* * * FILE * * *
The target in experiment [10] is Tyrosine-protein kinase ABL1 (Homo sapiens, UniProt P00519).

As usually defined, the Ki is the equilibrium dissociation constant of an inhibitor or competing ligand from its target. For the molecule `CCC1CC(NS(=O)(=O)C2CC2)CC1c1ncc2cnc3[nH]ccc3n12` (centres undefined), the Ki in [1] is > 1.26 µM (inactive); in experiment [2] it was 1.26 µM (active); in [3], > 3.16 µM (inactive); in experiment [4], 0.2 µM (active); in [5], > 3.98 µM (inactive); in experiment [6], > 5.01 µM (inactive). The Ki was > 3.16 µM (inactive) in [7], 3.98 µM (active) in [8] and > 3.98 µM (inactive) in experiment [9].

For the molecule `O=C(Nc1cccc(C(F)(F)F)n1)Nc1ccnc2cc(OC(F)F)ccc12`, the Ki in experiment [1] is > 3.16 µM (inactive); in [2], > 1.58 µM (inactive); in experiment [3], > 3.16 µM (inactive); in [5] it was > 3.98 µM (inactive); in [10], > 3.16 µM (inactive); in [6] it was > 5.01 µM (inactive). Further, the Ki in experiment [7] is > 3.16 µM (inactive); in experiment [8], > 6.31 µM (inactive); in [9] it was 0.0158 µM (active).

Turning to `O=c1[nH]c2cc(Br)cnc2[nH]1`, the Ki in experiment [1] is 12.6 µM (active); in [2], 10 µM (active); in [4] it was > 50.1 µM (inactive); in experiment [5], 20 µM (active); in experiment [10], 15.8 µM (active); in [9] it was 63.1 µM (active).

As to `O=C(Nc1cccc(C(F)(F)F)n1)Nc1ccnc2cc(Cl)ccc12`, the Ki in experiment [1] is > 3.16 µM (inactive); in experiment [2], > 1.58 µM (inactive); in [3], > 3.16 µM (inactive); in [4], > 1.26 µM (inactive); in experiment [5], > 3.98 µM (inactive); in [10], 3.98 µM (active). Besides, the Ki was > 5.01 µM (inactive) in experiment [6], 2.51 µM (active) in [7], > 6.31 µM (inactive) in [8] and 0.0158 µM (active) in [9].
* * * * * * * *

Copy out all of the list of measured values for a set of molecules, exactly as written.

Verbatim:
The target in experiment [10] is Tyrosine-protein kinase ABL1 (Homo sapiens, UniProt P00519).

As usually defined, the Ki is the equilibrium dissociation constant of an inhibitor or competing ligand from its target. For the molecule `CCC1CC(NS(=O)(=O)C2CC2)CC1c1ncc2cnc3[nH]ccc3n12` (centres undefined), the Ki in [1] is > 1.26 µM (inactive); in experiment [2] it was 1.26 µM (active); in [3], > 3.16 µM (inactive); in experiment [4], 0.2 µM (active); in [5], > 3.98 µM (inactive); in experiment [6], > 5.01 µM (inactive). The Ki was > 3.16 µM (inactive) in [7], 3.98 µM (active) in [8] and > 3.98 µM (inactive) in experiment [9].

For the molecule `O=C(Nc1cccc(C(F)(F)F)n1)Nc1ccnc2cc(OC(F)F)ccc12`, the Ki in experiment [1] is > 3.16 µM (inactive); in [2], > 1.58 µM (inactive); in experiment [3], > 3.16 µM (inactive); in [5] it was > 3.98 µM (inactive); in [10], > 3.16 µM (inactive); in [6] it was > 5.01 µM (inactive). Further, the Ki in experiment [7] is > 3.16 µM (inactive); in experiment [8], > 6.31 µM (inactive); in [9] it was 0.0158 µM (active).

Turning to `O=c1[nH]c2cc(Br)cnc2[nH]1`, the Ki in experiment [1] is 12.6 µM (active); in [2], 10 µM (active); in [4] it was > 50.1 µM (inactive); in experiment [5], 20 µM (active); in experiment [10], 15.8 µM (active); in [9] it was 63.1 µM (active).

As to `O=C(Nc1cccc(C(F)(F)F)n1)Nc1ccnc2cc(Cl)ccc12`, the Ki in experiment [1] is > 3.16 µM (inactive); in experiment [2], > 1.58 µM (inactive); in [3], > 3.16 µM (inactive); in [4], > 1.26 µM (inactive); in experiment [5], > 3.98 µM (inactive); in [10], 3.98 µM (active). Besides, the Ki was > 5.01 µM (inactive) in experiment [6], 2.51 µM (active) in [7], > 6.31 µM (inactive) in [8] and 0.0158 µM (active) in [9].